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Automoblie Industry

There is no industry more present in the world-wide community than the automobile industry. The automobile has changed the lives, culture, and economy of the people and nations that manufacture and demand them. Ever since the late 1800s when thefirst "modern" car was invented by Benz and Daimler in Germany, the industry has grown into a billion dollar industry affecting so many aspects of our lives. There are more than 400 million passenger cars alone on the roads today. During the early part of the twentieth century, the United States was home to more than 90 percent of the world's automotive industry, but has shrunk to about 20 percent in today's world. This drastic change has occurred by the booming economies in such nations as Japan, Germany, Canada, France, Italy, and other nations. The US auto industry "sales totaled $205 billion, or 3.3 percent of the total Gross Domestic Product." (Tardiff 394)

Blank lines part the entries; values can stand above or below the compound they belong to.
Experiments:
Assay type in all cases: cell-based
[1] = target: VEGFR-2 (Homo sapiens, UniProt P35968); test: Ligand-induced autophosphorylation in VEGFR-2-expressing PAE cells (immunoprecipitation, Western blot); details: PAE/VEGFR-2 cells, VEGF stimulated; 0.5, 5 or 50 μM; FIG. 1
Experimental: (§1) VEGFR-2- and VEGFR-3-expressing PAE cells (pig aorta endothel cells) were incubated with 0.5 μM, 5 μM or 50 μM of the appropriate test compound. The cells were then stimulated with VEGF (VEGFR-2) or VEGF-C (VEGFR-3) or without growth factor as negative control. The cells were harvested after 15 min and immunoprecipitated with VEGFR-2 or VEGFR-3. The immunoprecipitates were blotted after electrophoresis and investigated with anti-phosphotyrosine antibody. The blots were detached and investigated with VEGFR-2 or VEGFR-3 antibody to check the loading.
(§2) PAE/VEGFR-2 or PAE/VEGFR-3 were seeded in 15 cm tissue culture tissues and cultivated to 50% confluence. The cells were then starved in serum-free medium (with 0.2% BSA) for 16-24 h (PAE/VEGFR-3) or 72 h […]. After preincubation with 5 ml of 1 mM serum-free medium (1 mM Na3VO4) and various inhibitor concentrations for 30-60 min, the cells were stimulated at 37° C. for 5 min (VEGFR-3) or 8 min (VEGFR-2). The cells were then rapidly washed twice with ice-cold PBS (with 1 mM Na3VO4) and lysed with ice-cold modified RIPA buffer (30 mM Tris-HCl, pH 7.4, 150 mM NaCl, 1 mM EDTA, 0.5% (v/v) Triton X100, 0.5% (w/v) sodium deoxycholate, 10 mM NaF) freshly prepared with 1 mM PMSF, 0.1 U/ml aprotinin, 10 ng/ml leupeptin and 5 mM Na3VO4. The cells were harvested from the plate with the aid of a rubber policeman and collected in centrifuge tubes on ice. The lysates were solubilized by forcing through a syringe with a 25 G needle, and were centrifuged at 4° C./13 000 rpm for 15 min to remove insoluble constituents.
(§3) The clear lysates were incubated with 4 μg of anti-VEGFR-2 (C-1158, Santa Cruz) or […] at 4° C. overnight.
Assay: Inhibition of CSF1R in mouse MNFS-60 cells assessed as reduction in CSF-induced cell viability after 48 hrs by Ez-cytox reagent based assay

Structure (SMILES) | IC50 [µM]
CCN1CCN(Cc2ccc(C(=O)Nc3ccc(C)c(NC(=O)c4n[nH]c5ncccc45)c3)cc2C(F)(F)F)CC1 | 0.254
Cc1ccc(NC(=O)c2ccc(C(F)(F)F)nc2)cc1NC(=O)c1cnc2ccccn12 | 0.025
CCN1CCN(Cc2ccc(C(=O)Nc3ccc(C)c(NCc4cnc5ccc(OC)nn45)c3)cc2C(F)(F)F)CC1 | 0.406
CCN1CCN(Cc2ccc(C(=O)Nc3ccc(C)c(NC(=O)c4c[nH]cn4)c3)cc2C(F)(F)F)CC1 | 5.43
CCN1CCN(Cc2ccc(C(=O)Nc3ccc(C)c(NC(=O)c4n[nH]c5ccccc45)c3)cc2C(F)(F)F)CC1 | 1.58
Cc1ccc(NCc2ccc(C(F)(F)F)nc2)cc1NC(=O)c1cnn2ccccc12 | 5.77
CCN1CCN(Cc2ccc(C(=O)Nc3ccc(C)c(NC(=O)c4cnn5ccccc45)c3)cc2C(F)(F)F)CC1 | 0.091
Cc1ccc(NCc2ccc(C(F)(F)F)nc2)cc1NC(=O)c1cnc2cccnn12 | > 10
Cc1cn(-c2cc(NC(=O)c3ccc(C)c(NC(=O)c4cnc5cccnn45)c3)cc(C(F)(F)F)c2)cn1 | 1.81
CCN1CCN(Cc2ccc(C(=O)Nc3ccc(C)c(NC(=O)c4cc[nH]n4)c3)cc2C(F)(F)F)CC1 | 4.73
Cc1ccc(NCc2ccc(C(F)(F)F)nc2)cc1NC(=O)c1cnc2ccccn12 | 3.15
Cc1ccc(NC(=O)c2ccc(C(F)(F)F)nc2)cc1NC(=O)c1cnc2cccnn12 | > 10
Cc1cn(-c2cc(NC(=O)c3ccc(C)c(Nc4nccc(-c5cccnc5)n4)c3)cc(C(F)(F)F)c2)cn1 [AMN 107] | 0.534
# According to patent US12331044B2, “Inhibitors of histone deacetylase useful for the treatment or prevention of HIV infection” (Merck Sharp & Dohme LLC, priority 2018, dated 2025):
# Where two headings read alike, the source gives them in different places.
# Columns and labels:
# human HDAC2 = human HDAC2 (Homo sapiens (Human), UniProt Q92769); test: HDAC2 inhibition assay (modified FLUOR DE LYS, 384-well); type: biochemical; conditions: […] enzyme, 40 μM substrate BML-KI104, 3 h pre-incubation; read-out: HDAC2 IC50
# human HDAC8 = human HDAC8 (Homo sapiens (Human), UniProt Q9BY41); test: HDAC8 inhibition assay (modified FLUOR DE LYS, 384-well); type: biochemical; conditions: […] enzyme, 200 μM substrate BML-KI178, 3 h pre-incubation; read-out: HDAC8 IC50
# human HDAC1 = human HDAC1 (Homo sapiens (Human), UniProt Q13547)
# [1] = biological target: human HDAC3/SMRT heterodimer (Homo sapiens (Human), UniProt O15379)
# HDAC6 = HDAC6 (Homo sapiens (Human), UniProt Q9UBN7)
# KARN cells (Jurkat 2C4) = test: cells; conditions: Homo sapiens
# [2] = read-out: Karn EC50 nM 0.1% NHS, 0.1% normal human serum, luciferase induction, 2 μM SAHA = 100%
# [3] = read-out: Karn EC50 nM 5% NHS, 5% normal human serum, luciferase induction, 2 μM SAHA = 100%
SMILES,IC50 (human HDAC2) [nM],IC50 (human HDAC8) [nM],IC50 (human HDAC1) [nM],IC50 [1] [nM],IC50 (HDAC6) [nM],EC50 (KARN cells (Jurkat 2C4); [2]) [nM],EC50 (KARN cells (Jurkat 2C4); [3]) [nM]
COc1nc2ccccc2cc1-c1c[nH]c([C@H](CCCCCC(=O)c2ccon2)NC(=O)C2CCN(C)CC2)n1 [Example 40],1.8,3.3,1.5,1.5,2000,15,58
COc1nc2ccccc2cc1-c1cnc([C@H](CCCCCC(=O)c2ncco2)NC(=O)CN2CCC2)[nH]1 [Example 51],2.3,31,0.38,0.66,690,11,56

By the end of 19th century, there were about 500 auto manufacturers, but that number dropped sharply to 23 by 1917, and today the Big Three dominate the market. Ford, General Motors, and Chrysler make up the Big Three which account for 23 percent of the world's motor vehicle production in 1997, with the Japanese industries coming in second, producing 21 percent. Germany produces 9 percent, Spain, France, South Korea, and Canada each produce 5 percent of the international market in 1997. In the US alone, the auto industry, which includes it's 500,000 car-related businesses, create 12 million jobs.
The automobile is clearly an oligopoly, but each company's control of the market has gradually diminished because of rising foreign competition. The US has three main auto manufacturers, Japan has five major producers as does Germany. Each of these companies produce differentiated versions of the same product, have control over their products' prices, and rely heavily on non-price compe…

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